The development of 5G mobile networks will help to create fully interconnected smart cities

5G wireless tested in an international project

Car and home-based mobile network base stations have been proposed as one of the solutions to address the increasing data flow required in future 5G networks.

Working in the framework of the EU-supported 5G Metis initiative, researchers from Chalmers University in Sweden have proposed several possibilities to make the cellular network denser, in order to meet the needs of future 5G communications. As the demands placed on the existing networks are expected to increase with the growing number of smart phone users, the researchers foresee the infrastructure could be supplemented with simple, low-power and small base stations.

“We see that traffic capacity in the long term needs to increase a thousand times to meet this rapid development,” said Tommy Svensson, an Associate Professor at Chalmers University of Technology. “Theoretically, we could provide the capacity by increasing the number of big base stations, but this option is not economically viable.”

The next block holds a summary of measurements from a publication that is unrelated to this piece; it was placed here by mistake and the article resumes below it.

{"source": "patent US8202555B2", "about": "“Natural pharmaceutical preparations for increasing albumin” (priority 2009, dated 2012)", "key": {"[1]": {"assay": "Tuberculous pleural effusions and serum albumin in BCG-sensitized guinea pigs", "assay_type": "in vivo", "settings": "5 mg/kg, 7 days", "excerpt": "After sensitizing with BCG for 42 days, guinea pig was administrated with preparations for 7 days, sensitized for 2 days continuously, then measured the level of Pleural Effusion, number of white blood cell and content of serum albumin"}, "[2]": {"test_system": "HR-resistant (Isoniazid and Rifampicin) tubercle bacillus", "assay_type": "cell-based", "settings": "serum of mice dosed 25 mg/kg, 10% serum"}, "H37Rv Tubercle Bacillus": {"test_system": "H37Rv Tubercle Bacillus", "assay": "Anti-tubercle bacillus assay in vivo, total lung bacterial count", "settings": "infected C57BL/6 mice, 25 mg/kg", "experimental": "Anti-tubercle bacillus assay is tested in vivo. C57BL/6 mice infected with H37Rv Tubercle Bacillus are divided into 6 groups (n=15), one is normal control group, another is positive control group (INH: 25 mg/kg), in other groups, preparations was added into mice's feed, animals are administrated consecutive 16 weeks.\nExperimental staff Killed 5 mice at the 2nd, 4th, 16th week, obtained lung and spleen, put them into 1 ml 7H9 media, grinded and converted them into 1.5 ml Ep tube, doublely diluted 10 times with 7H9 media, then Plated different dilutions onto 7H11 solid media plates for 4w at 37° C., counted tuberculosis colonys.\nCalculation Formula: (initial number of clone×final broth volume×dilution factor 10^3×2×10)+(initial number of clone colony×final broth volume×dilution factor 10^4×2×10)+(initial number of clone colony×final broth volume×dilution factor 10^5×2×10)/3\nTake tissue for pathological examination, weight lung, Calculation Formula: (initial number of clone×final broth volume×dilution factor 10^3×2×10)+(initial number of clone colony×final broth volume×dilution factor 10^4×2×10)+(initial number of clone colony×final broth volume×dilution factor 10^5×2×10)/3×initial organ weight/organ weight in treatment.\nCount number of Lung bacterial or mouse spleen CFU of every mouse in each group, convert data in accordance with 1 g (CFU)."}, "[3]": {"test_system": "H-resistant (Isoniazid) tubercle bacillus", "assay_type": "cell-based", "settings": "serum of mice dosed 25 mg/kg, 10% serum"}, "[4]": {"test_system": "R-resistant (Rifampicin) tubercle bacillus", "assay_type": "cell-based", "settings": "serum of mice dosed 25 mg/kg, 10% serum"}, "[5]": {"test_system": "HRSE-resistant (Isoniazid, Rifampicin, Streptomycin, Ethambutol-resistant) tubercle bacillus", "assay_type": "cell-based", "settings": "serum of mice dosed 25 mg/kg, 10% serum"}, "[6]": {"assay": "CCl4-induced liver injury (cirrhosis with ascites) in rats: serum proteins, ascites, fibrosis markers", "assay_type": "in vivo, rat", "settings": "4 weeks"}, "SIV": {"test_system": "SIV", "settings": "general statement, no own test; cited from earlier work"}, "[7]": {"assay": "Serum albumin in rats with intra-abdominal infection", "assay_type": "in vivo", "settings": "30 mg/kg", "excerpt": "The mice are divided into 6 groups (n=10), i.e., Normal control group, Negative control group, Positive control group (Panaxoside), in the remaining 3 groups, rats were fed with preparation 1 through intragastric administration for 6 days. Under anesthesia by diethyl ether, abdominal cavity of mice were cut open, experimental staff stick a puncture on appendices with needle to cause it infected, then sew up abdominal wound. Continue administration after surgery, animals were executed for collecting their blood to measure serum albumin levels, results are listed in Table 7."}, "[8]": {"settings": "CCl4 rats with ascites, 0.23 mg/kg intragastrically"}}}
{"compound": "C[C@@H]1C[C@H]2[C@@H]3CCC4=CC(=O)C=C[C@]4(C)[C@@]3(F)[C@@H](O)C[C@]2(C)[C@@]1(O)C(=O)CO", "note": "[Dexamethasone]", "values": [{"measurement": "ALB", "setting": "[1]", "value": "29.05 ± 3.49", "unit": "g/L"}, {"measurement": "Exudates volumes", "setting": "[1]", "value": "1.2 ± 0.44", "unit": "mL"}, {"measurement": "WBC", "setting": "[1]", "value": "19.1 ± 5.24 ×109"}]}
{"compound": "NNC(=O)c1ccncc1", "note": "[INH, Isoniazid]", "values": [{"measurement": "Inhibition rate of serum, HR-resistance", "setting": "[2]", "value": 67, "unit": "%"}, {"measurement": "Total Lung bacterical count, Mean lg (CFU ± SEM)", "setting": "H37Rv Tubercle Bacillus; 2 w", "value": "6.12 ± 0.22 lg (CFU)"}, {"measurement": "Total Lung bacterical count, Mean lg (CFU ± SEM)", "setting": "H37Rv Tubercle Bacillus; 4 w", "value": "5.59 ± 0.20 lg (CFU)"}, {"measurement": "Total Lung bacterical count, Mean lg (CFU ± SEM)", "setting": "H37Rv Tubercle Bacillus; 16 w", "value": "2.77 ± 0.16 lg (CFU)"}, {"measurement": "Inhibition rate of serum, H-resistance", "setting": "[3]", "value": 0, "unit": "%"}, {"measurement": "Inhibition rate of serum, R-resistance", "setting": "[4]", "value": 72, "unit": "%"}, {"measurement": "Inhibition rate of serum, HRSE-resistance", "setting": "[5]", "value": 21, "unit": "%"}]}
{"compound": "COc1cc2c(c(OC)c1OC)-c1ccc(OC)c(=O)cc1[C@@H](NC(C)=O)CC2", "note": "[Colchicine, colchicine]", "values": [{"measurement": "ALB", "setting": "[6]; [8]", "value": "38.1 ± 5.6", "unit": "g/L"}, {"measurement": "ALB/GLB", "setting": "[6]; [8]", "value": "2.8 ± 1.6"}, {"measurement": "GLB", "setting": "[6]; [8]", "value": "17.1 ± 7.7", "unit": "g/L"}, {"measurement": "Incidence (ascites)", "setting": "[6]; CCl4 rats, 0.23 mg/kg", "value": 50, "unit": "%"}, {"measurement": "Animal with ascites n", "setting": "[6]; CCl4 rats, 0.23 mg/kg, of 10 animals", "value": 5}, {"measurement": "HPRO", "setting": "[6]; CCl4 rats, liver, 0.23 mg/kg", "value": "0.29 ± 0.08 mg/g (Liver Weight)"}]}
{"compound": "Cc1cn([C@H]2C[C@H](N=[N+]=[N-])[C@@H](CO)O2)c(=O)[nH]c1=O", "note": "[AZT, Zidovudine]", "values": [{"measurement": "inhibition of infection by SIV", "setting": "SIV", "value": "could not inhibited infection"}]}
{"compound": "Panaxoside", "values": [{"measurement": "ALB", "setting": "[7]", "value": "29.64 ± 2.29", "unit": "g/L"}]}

Instead, small base-stations can be mounted on lampposts, facades or even inside apartments. These base-stations could be further supplemented with mobile versions inside vehicles such as cars, trucks, buses or trains.

“The combination of large and small base stations, and possibly direct communication between devices, can be integrated in different ways,” said Svensson. “We need to find a well-functioning system design with high reliability, very fast response times, user-friendly solutions and with low cost and low power consumption.”

With these additions to the mobile network, data transfer from big base stations will become more efficient as the distance to users will decrease, improving the speed of data flow as a result and even increasing battery life of mobile devices. The exposure of users to radiation from mobile communications will decrease as small base stations located closer to the users will allow using radio signals more efficiently and transmitting them with less power.

Such a solution can even help creating the interconnected smart city, allowing vehicles communicating with each other and helping preventing traffic jams by spreading information about crowded areas in real time to as many users as possible.

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